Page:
In the Malaysian election, it has long been the case that the party that will be declared the winner is the one that has won more seats, and not necessarily more votes. But of course to win those seats, it must get more votes than the rival. It is in that sense that the "real" democracy is truly practised. However, once the seats have been won, the number of votes acquired doesn't really matter. A seat is a seat, regardless of whether the victory for that particular seat is won by a majority of 100 or 10,000 votes. All that matters for the competing parties is to ensure that they have more seats—not votes—than the rival(s) to win the general election. 

That's the rule of the game in the Malaysian context. Whether or not that is a fair rule, that is a separate matter altogether. I don't understand why so many people are still harping on the popular votes received by the opposition parties when all that really matters is the number of seats.

Wednesday, June 18, 2014

Financial (Mis)Management

I spent 2 years during secondary school in Petaling Jaya (PJ) in West Malaysia. I wasn't there on a scholarship or a special arrangement arising from doing very well in school before that. It was just an idea of dad. You see, as a little boy I was a timid kid—the nerdy type, if you like, and dad thought it would do me good to be away from home on my own; sort of to learn to do things on my own. I ended up renting a room with a relative.

Dad allocated a more or less fixed amount of pocket money each month, but he wasn't very good in keeping up with the timing of the remittances. I had to plan my expenses carefully, as I could be in big trouble when dad failed to send my pocket money on time.

The first few months in PJ, I walked about 4km to school each morning, and then walked home the same distance after school. Then I learned to take the bus. About half a year later, I had saved enough money to buy a secondhand bicycle for the price of RM90, which became my main transport for the rest of the two years of my life in PJ. I used to envy my classmates, many of whom were mostly riding motorbikes to school. I eventually sold that bike for RM40 to an Indian grass cutter about 2 weeks before I came home to Sabah for good.

After I left school, I got a job as a teacher in a private school. The first year working, I took the bus to and from school. Then an uncle helped me out with the down payment for a motorbike, and I paid the RM175 installment every month. That bike was a big asset to me, as I was able to move around to give tuition after school, and was therefore able to earn a small side income that way. The extra RM200 that I earned from giving tuition was a big deal considering that I was only earning RM490 per month from my teaching job.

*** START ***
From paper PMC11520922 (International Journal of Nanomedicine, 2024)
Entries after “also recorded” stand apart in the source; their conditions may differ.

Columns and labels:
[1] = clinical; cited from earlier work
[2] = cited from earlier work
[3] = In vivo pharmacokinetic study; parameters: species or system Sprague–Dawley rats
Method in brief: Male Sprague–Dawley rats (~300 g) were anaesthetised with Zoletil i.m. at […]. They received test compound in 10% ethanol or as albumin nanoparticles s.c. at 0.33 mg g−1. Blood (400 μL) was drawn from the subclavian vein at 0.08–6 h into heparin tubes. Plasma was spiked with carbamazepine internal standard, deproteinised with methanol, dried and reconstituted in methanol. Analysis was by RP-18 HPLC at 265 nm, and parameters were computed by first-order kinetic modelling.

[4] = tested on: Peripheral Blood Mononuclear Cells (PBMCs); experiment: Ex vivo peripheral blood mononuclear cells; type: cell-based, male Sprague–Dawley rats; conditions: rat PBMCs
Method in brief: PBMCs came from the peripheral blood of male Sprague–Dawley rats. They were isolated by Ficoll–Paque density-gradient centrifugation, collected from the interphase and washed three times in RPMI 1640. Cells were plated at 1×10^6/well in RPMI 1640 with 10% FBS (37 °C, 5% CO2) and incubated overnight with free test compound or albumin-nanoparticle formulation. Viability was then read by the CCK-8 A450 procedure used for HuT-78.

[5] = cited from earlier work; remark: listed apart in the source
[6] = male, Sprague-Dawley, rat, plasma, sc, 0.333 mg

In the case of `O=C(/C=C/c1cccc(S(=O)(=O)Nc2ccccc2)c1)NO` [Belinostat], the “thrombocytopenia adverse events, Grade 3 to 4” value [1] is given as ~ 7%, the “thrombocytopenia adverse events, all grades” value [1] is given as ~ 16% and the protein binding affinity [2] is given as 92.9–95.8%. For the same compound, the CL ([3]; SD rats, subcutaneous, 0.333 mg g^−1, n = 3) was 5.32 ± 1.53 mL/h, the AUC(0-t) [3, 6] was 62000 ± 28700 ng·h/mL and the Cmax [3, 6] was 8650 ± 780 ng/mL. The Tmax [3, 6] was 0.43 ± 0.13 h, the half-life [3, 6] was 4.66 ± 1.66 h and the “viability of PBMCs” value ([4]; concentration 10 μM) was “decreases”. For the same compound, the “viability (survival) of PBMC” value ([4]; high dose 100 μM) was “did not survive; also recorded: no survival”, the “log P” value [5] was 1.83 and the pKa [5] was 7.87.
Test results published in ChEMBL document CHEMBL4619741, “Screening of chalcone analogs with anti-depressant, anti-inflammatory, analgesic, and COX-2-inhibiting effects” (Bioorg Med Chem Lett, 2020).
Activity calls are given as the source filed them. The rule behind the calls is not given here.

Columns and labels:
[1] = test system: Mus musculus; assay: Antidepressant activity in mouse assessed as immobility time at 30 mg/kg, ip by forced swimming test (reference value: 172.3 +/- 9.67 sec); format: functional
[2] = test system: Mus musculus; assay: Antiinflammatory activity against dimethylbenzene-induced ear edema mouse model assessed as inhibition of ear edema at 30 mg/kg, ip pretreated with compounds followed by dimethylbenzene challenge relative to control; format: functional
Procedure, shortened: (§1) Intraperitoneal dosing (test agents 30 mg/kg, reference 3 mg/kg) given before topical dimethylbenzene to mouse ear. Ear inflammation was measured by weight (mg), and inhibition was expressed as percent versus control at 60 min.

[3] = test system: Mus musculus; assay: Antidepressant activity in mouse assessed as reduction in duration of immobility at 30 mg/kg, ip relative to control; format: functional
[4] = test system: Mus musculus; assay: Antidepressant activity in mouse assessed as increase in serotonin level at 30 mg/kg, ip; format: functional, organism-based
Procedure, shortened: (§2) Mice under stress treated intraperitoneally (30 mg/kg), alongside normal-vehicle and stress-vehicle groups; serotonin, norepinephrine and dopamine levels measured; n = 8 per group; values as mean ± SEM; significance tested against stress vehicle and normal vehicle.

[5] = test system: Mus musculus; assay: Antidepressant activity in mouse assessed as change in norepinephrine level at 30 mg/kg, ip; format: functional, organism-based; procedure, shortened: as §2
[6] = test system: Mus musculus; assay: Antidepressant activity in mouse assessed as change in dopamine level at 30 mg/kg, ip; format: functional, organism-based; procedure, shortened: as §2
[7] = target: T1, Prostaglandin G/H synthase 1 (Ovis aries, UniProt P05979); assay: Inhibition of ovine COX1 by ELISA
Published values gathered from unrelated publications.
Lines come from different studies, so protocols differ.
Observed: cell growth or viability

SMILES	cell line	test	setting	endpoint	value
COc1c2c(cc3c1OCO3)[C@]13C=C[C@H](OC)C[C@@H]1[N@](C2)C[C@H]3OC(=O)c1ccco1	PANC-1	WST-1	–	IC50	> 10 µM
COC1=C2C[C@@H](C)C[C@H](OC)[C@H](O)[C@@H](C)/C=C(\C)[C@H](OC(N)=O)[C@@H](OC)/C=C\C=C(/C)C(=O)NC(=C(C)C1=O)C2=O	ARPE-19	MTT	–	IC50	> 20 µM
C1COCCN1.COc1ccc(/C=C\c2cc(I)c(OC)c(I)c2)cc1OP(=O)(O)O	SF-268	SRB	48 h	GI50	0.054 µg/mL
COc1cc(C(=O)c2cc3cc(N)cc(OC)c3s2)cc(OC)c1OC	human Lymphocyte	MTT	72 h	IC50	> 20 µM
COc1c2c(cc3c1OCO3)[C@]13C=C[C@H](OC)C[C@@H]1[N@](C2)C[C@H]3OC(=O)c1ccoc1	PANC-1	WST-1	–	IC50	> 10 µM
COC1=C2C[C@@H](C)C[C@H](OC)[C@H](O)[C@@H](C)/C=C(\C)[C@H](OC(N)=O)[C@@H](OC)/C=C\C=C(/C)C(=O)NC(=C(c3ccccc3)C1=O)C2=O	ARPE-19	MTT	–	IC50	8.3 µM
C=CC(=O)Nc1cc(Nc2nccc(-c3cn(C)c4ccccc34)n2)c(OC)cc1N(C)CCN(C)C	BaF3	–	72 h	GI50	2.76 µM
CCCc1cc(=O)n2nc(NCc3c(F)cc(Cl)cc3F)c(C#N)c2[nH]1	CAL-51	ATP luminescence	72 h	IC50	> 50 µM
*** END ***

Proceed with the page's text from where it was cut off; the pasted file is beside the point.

Years later, a few weeks after I got married, Mia relocated to Brunei to live with me. I was renting a self-contained outbuilding accommodating a bedroom, a tiny kitchen which was also the dining and living room, and a bathroom. That building was actually intended for a maid's unit, but the detached house that occupied the main portion of the land was big enough to accommodate the maid, and the owner reckoned that it's a good idea to let out the outbuilding to me at BND500 per month.

I can still remember that I had some savings, but spent a long time thinking whether or not we would buy a washing machine. After much considerations and discussion with Mia, we decided to wait for a few more months before we buy one. Back then a BND380 washing machine was a luxury item for us.

I had a humble beginning and had no formal training in financial management, but managing my resources is a common sense thing to me. The simple formula of living within one's means is made up of simple mathematics. From the amount that I earn, I set aside whatever fixed obligations such as electricity and phone bills, housing loans, savings etc, and then spend whatever's left of that amount. There is actually nothing too complicated about it, really.

Seeing some of my family members and so many people out there, I fail to understand why is it so impossible for them to figure out the simple mathematics on how to manage their resources. It doesn't really matter how much they're earning—whether they have RM100 or RM100,000, they always end up spending more than what they have. It's like their appetites are growing way too fast than their earning powers. They're in fact constantly in deficit. A family member had a windfall when she inherited about RM1.5 million, but she burnt it all within 3 years, and now has practically nothing to her name.

I read about this widow who blew about RM2.5 million in just a year. It's really beyond me how that can happen. I don't claim to be an expert in financial management, but although RM2.5 million can be intoxicating, I'm thinking that even if I'm gonna burn that money, it'd take me much longer than just a year.

Financial mismanagement is almost a disease suffered by so many people. It makes me think that although it is basically a common sense thing, financial management is actually a skill that very few possess. It's one of those strange mysteries of the world.